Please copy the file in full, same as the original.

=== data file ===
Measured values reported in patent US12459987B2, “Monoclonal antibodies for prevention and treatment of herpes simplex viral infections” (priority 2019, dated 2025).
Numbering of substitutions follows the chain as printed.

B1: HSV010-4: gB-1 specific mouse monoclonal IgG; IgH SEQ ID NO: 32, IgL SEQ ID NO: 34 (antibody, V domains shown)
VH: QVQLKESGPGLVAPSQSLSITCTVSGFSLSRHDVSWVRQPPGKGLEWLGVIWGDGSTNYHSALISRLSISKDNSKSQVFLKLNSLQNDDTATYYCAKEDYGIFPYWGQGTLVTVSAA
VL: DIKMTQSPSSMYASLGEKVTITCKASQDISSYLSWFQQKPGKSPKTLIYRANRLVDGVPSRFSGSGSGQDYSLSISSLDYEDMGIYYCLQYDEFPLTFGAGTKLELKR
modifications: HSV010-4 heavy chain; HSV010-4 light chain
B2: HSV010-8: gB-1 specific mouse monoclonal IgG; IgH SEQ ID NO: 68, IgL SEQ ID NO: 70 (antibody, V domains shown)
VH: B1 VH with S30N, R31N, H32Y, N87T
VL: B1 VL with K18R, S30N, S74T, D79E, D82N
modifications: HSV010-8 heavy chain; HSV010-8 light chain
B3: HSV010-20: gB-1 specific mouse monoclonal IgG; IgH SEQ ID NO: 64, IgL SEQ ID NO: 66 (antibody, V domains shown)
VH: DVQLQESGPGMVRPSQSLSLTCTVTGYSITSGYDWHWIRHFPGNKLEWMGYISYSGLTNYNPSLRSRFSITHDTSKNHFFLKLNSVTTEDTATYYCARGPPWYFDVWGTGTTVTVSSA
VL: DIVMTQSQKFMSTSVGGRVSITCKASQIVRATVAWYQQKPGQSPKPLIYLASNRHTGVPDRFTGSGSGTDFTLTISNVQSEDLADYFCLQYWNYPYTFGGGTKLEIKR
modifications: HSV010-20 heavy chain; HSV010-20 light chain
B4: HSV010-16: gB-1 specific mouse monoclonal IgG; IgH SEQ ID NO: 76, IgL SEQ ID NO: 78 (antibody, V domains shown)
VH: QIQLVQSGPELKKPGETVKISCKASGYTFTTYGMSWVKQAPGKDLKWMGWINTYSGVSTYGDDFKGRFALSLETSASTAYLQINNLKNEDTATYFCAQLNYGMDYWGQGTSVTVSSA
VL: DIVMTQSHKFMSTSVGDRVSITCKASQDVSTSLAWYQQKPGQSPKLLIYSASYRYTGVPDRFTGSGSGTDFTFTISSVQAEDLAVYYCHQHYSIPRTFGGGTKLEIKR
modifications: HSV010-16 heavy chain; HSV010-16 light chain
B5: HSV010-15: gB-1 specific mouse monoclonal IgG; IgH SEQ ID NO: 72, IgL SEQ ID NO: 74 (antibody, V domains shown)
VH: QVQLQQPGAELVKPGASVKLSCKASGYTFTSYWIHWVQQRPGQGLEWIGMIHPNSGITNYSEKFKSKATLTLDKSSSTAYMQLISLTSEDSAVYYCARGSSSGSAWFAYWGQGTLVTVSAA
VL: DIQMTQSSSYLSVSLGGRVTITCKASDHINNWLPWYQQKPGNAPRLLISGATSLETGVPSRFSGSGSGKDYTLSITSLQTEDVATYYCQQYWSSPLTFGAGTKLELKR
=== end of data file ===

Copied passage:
Measured values reported in patent US12459987B2, “Monoclonal antibodies for prevention and treatment of herpes simplex viral infections” (priority 2019, dated 2025).
Numbering of substitutions follows the chain as printed.

B1: HSV010-4: gB-1 specific mouse monoclonal IgG; IgH SEQ ID NO: 32, IgL SEQ ID NO: 34 (antibody, V domains shown)
VH: QVQLKESGPGLVAPSQSLSITCTVSGFSLSRHDVSWVRQPPGKGLEWLGVIWGDGSTNYHSALISRLSISKDNSKSQVFLKLNSLQNDDTATYYCAKEDYGIFPYWGQGTLVTVSAA
VL: DIKMTQSPSSMYASLGEKVTITCKASQDISSYLSWFQQKPGKSPKTLIYRANRLVDGVPSRFSGSGSGQDYSLSISSLDYEDMGIYYCLQYDEFPLTFGAGTKLELKR
modifications: HSV010-4 heavy chain; HSV010-4 light chain
B2: HSV010-8: gB-1 specific mouse monoclonal IgG; IgH SEQ ID NO: 68, IgL SEQ ID NO: 70 (antibody, V domains shown)
VH: B1 VH with S30N, R31N, H32Y, N87T
VL: B1 VL with K18R, S30N, S74T, D79E, D82N
modifications: HSV010-8 heavy chain; HSV010-8 light chain
B3: HSV010-20: gB-1 specific mouse monoclonal IgG; IgH SEQ ID NO: 64, IgL SEQ ID NO: 66 (antibody, V domains shown)
VH: DVQLQESGPGMVRPSQSLSLTCTVTGYSITSGYDWHWIRHFPGNKLEWMGYISYSGLTNYNPSLRSRFSITHDTSKNHFFLKLNSVTTEDTATYYCARGPPWYFDVWGTGTTVTVSSA
VL: DIVMTQSQKFMSTSVGGRVSITCKASQIVRATVAWYQQKPGQSPKPLIYLASNRHTGVPDRFTGSGSGTDFTLTISNVQSEDLADYFCLQYWNYPYTFGGGTKLEIKR
modifications: HSV010-20 heavy chain; HSV010-20 light chain
B4: HSV010-16: gB-1 specific mouse monoclonal IgG; IgH SEQ ID NO: 76, IgL SEQ ID NO: 78 (antibody, V domains shown)
VH: QIQLVQSGPELKKPGETVKISCKASGYTFTTYGMSWVKQAPGKDLKWMGWINTYSGVSTYGDDFKGRFALSLETSASTAYLQINNLKNEDTATYFCAQLNYGMDYWGQGTSVTVSSA
VL: DIVMTQSHKFMSTSVGDRVSITCKASQDVSTSLAWYQQKPGQSPKLLIYSASYRYTGVPDRFTGSGSGTDFTFTISSVQAEDLAVYYCHQHYSIPRTFGGGTKLEIKR
modifications: HSV010-16 heavy chain; HSV010-16 light chain
B5: HSV010-15: gB-1 specific mouse monoclonal IgG; IgH SEQ ID NO: 72, IgL SEQ ID NO: 74 (antibody, V domains shown)
VH: QVQLQQPGAELVKPGASVKLSCKASGYTFTSYWIHWVQQRPGQGLEWIGMIHPNSGITNYSEKFKSKATLTLDKSSSTAYMQLISLTSEDSAVYYCARGSSSGSAWFAYWGQGTLVTVSAA
VL: DIQMTQSSSYLSVSLGGRVTITCKASDHINNWLPWYQQKPGNAPRLLISGATSLETGVPSRFSGSGSGKDYTLSITSLQTEDVATYYCQQYWSSPLTFGAGTKLELKR